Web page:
With swimmers from Africa and Europe to the Americas, Oceania and Asia doing more and more non-freestyle swims in the open water, the issue of how to define butterfly, backstroke and breaststroke in the open water has been a topic in the global open water swimming community for some time.*
The World Open Water Swimming Association developed an initial set of rules to govern these butterfly, backstroke and breaststroke swims and provide some guidance to both swimmers and race officials.
Butterflyers like Brenton Williams and Chris Barnard of South Africa, Dan Projansky, Charles Chapman, Jr., Brian Suddeth and Gail Rice of the USA, Hector Ramirez Ballesteros of Spain, Paolo Cerizzi of Italy, and Vicki Keith of Canada, Kathryn Mason of Australia, and Julie Bradshaw of the UK are only the tip of the iceberg.
It seems an increasingly larger number of swimmers are interested in swimming out of the traditional freestyle box in the open water, from medley swims to the popular breaststroke events in the Netherlands.
While the various channel governing bodies and other governing bodies from Europe to the Americas have their own rules and interpretations of what constitutes a butterfly open water swim, a backstroke open water swim, and a breaststroke open water swim, the World Open Water Swimming Association has announced its first draft of its butterfly regulations.
WOWSA 10.1 – While open water swims are overwhelmingly completed doing freestyle, a small number of athletes attempt and complete open water swims, including marathon swims and channel swims, using the butterfly stroke. In order for a swim to be considered a Butterfly Swim, the entire distance must be swum butterfly as defined by the following rules:
WOWSA 10.2 – From the beginning of the first arm stroke after the start (either from shore or in the water) to the finish of the swim (either onshore or in the water), the body must be kept on the stomach. While the athlete is swimming, he is not permitted to roll onto his back at any time or take any freestyle arm strokes or leg kicks, or breaststroke arm strokes or leg kicks, or do sidestroke of any type. A swimmer is allowed to stop swimming in shallow water as he approaches the shoreline and walk up on shore to clear the water as an athlete swimming freestyle would do. However, if the finish is in the water, a swimmer must simultaneously touch the finish pontoon or pad with two hands although they can be in a different plane.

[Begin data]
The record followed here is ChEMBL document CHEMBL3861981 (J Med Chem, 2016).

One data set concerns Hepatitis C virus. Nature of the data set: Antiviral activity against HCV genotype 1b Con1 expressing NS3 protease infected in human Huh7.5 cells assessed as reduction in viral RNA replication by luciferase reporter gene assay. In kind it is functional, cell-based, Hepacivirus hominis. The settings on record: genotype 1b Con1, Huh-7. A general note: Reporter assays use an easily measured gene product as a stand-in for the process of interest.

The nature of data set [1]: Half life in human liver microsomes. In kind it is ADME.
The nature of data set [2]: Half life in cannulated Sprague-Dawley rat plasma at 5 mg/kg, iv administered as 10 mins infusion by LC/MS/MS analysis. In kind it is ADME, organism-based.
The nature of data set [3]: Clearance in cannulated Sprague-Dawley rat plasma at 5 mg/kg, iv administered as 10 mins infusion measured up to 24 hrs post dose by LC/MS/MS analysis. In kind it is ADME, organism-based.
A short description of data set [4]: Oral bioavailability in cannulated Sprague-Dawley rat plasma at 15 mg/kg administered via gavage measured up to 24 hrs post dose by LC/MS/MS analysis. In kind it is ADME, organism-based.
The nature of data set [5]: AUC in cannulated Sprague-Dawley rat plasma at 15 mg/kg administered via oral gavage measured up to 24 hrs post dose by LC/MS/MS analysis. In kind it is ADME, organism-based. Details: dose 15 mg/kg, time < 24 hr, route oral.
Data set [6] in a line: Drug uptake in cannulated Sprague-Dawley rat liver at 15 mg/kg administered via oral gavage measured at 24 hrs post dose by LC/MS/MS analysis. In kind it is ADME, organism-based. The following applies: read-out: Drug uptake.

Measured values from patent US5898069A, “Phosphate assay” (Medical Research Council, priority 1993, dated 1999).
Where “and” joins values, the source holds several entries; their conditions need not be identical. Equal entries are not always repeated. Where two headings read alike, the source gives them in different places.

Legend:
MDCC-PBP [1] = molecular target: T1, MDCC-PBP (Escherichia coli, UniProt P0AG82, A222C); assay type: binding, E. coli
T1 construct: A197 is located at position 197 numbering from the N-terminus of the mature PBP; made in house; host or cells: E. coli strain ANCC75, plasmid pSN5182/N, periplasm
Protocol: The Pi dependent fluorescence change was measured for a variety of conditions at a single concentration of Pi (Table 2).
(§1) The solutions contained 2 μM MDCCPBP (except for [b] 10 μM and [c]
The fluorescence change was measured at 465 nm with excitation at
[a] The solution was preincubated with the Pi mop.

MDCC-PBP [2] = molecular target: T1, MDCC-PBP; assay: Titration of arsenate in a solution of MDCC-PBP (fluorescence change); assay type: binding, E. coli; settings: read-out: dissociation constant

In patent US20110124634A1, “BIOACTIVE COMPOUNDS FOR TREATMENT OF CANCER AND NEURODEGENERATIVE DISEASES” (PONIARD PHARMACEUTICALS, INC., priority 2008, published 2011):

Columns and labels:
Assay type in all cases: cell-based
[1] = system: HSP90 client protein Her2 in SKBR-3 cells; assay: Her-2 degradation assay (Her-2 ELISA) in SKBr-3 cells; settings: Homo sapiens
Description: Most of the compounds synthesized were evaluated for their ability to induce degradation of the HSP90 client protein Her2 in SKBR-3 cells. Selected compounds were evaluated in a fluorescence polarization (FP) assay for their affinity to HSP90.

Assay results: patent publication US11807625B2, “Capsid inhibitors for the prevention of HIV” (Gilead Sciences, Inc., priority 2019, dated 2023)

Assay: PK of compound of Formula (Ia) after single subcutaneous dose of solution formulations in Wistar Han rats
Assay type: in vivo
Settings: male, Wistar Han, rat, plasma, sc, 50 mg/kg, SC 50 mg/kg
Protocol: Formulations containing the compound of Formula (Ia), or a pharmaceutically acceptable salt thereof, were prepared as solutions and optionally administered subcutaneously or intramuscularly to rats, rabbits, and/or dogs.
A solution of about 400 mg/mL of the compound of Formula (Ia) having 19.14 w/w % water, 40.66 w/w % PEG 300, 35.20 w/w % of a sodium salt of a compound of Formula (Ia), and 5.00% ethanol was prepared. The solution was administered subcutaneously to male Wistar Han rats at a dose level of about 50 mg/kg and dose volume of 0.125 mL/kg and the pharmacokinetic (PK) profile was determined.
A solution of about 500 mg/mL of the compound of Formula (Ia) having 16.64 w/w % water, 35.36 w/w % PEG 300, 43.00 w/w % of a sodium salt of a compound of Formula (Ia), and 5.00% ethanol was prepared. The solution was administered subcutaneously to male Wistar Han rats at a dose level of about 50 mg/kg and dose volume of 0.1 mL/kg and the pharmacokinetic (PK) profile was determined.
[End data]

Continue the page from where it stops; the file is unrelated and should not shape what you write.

WOWSA 10.3 – The athlete can stop swimming butterfly only during voluntary stops or feeding stops. During stops of any kind, the athlete must stay in the same spot and can tread water to rest or take fuel (food) or hydration (drink). They can stretch their arms, body, neck, back or legs, but they must stay in the same location.
WOWSA 10.4 – To qualify as a Butterfly Swim, both arms must be brought forward together over the water and brought backward simultaneously throughout the swim. The only acceptable exception to this rule is when a large wave, whitecaps or a boat wake prevents one or both arms from being brought forward simultaneously. In this case, the next arm stroke must continue brought forward together simultaneously.
WOWSA 10.5 – Breathing in a Butterfly Swim can be done forward or to either side of the body.
WOWSA 10.6 – All up and down movements of the legs and feet must be simultaneous. The position of the legs or the fee need not be on the same level, but they shall not alternate in relation to one another. The breaststroke or whip kick may be used exclusively or interchangeably with the dolphin kick while doing the butterfly kick while doing the butterfly stroke at any time during the race. Only one breaststroke or whip kick is permitted per arm pull.
WOWSA 10.7 – If the above rules are not adhered to, the swim will be defined as a standard (i.e., freestyle) swim.
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